My sunglasses were not enough to stop my retinas burning so I reached for the sunshade and flipped it down. A bunch of papers took flight like a flock of seagull through a jet engine and shot straight out of the window. Screeetch! My driver hit the brakes so hard I hit the windscreen. I barely had a chance to ask if they were important when he leapt from the car. He was dancing around in the breeze trying to grab the airborne pages. I watched as the slipstream from a passing truck flung them over a hedge into a field. He had stopped dancing for the paper and was now just dancing mad. His impenetrable accent was now simple expletives and they were aimed at me, my mother and my whole nation. He wanted to hurt me. Fortunately I stood a whole head taller than him and broad enough to deter any physical attack. But, he really wanted to hurt me.
In his ranting he told me what the papers were and I went back to make a more concerted effort to retrieve them. He went back to the car and drove off then stopped. I thought he had reconsidered his impetuousness, leaving me stranded on the side of the highway. He opened the passenger door so I ran toward it. My kitbag fell out onto the verge and he spun dust in my face allowing the acceleration to close the door.
Now flying across the neighbouring fields was the arrest warrant for a very heinous criminal.


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Friday, 8 September 2017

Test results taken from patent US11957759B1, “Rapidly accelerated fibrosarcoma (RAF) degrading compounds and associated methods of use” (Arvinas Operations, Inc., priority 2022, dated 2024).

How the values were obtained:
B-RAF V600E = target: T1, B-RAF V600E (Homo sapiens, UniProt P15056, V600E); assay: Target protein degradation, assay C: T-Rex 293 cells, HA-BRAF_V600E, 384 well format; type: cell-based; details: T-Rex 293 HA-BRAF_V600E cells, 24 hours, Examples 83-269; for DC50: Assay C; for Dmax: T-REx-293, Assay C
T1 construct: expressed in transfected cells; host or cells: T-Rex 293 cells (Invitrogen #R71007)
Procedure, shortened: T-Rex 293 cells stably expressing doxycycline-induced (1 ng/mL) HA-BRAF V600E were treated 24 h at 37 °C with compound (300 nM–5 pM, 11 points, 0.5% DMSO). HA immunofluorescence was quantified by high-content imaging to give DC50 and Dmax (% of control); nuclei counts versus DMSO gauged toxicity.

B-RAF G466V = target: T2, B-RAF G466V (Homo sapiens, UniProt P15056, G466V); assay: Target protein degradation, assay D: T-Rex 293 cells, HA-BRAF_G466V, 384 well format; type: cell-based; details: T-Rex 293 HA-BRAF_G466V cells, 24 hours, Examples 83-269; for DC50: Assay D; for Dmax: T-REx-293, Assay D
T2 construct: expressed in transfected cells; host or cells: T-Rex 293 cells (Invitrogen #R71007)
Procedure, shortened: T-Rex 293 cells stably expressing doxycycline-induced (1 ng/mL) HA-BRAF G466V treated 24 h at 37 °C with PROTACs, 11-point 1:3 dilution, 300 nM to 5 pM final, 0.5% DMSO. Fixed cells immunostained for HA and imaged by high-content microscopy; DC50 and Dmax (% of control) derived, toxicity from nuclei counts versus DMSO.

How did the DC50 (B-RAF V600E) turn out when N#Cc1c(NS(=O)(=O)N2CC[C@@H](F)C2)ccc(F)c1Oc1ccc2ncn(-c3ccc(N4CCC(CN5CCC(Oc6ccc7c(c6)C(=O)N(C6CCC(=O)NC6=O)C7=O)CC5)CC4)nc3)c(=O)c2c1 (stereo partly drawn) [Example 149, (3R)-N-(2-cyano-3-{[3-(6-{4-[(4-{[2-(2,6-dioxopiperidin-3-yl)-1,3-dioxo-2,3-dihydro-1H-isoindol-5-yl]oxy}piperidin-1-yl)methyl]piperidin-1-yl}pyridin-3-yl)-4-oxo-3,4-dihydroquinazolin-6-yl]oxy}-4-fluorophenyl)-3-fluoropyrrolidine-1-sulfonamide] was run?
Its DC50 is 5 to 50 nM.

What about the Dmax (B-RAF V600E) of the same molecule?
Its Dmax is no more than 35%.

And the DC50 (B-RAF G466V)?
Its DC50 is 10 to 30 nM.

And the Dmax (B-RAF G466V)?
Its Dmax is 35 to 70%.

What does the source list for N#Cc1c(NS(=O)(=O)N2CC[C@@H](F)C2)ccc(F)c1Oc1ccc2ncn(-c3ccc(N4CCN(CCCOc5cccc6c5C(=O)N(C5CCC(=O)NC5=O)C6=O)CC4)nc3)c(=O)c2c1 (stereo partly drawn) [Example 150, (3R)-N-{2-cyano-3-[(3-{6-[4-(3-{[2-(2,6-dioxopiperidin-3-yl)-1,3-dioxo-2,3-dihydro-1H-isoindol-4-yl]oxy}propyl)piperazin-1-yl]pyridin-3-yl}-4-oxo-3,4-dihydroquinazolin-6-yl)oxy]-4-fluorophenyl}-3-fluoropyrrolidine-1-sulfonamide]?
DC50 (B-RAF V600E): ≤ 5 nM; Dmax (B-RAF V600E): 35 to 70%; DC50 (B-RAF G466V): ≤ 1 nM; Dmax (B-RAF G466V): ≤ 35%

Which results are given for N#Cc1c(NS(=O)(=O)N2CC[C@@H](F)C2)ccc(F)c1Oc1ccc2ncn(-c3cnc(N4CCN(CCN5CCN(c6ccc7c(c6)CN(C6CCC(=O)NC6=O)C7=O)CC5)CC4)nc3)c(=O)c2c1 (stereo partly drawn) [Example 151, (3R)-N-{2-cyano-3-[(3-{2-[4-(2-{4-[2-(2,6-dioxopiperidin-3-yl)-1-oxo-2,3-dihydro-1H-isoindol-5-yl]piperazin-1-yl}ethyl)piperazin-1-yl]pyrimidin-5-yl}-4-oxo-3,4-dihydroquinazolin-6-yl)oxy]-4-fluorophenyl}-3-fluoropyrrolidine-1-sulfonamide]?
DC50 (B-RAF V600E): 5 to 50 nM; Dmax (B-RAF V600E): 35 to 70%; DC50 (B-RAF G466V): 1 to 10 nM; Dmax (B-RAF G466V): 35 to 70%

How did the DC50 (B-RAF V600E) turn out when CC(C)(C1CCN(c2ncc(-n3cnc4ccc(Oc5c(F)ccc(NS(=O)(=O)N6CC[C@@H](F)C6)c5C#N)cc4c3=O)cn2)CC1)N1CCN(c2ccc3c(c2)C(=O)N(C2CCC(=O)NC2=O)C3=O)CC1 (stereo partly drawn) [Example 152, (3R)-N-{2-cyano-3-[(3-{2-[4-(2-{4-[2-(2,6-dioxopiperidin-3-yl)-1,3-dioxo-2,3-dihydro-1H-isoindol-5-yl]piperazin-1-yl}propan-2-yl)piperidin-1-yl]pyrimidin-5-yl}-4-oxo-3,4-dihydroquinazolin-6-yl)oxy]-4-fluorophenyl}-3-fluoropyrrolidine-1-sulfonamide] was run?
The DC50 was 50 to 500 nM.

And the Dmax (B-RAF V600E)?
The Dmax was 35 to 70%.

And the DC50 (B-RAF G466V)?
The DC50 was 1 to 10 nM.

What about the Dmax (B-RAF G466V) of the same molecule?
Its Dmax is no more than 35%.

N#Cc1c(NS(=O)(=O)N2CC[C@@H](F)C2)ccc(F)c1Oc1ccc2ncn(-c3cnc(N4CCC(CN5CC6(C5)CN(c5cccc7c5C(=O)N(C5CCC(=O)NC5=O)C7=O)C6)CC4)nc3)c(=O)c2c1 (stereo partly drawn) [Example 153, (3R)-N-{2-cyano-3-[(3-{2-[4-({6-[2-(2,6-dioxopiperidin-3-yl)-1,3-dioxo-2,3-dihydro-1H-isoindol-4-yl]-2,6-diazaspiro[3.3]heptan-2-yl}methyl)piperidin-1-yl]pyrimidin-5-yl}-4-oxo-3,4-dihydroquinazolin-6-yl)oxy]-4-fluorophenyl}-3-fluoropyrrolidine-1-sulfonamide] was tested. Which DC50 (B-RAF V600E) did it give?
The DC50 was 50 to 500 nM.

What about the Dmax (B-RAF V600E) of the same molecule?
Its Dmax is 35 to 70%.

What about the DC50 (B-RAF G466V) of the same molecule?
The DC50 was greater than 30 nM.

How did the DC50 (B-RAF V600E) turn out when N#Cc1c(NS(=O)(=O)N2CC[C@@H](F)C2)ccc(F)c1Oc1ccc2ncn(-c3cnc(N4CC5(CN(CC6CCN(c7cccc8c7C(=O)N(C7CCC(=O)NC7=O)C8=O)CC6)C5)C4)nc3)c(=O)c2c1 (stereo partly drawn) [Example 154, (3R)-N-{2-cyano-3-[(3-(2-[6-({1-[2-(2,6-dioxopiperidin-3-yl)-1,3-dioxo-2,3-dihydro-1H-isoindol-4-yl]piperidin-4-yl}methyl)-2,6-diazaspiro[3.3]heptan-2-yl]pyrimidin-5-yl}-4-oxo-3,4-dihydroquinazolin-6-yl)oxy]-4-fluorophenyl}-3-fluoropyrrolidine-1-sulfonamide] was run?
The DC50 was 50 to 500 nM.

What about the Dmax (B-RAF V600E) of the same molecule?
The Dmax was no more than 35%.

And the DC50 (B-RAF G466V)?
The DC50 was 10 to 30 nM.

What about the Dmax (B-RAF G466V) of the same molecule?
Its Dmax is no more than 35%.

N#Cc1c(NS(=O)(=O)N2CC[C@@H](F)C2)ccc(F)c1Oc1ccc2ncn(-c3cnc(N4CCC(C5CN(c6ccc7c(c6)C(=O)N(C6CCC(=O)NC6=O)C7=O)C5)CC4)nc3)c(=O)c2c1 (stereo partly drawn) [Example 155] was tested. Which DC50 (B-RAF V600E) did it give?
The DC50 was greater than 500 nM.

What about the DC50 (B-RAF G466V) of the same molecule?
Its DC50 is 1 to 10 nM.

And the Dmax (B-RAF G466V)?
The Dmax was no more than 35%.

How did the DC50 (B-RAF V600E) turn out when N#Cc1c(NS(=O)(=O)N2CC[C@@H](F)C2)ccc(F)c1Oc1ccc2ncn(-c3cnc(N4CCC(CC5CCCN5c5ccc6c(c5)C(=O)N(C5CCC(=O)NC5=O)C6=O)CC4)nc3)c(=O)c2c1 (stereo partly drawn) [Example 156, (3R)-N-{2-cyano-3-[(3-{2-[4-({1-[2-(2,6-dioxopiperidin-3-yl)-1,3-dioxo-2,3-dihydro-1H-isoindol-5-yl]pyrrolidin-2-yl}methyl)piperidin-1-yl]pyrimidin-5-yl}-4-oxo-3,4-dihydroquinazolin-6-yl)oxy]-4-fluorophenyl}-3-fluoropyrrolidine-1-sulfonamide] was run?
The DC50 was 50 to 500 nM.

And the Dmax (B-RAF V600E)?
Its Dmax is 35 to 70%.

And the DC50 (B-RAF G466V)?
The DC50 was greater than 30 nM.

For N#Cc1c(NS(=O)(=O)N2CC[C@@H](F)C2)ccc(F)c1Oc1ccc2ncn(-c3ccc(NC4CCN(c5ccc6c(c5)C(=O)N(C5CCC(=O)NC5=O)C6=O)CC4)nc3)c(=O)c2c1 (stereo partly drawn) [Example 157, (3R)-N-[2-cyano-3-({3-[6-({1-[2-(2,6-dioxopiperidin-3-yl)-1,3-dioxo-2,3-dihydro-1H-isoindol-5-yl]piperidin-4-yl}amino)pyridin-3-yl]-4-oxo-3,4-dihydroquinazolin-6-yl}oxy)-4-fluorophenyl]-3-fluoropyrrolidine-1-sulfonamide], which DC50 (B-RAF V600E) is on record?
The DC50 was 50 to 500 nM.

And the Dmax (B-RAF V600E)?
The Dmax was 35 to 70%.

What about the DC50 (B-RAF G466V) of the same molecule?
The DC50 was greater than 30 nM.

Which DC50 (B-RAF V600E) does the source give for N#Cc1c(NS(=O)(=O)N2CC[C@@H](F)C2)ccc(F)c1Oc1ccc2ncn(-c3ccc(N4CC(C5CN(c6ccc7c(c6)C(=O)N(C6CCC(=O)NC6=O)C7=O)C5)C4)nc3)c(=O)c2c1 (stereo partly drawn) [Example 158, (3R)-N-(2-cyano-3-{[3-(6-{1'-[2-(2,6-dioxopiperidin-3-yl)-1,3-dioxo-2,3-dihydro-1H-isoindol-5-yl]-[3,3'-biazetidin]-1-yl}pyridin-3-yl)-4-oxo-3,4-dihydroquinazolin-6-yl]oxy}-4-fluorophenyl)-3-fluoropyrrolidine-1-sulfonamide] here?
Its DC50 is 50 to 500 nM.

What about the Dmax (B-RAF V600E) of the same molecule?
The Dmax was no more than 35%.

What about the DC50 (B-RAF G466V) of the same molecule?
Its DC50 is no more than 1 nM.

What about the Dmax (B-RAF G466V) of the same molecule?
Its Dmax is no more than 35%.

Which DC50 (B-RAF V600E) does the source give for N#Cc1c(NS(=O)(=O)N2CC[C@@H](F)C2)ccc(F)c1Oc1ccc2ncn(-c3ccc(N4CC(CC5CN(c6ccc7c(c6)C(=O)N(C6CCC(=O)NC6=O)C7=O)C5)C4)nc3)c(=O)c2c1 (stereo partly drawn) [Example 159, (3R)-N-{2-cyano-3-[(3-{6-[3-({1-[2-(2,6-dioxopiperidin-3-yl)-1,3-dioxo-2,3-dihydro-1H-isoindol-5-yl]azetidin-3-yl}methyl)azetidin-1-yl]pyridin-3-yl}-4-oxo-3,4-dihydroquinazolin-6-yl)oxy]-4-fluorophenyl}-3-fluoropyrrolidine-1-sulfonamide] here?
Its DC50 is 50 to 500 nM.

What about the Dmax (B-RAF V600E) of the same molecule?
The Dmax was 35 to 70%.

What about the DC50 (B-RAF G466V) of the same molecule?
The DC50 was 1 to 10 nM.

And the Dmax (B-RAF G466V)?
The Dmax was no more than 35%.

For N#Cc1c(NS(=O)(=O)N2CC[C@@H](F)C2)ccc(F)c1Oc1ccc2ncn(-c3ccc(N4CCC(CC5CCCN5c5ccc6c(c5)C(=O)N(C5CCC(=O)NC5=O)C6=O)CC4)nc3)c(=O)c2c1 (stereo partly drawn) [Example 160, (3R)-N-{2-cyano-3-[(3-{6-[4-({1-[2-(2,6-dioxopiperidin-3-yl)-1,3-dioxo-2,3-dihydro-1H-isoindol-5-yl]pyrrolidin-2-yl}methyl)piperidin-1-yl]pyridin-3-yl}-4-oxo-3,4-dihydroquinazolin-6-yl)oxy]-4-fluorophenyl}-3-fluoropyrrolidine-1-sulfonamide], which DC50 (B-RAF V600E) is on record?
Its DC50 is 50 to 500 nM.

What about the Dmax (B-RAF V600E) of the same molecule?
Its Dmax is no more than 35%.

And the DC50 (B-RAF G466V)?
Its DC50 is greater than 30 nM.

Did I tell you about when... I got run over

Off to the beach, Yay! This is Greece, so nothing odd there except that we were in the grip of capital controls. Mr. Schauble and his Eurogroup were rapping naughty Mr. Varoufakis’ knuckles by shutting down our banks. My adopted home was in a state of panic. The cash machines would allow only €40 to be withdrawn each day and everybody wanted their money out. There was a slow but persistent run on the banks and queueing at the ATM had begun to dominate everybody’s day. So we went to splash in the sea and top up our tans.

Twitshot
It was a bright and pleasant morning, bollocks it was! Greek summer had kicked in and we felt like spicy KFC wings. People often say that I must have gotten used to the heat but I ask you this, do chickens get used to roasting? We loaded the car with inflatable toys and umbrellas like a bargain bucket for kids and headed for the coast.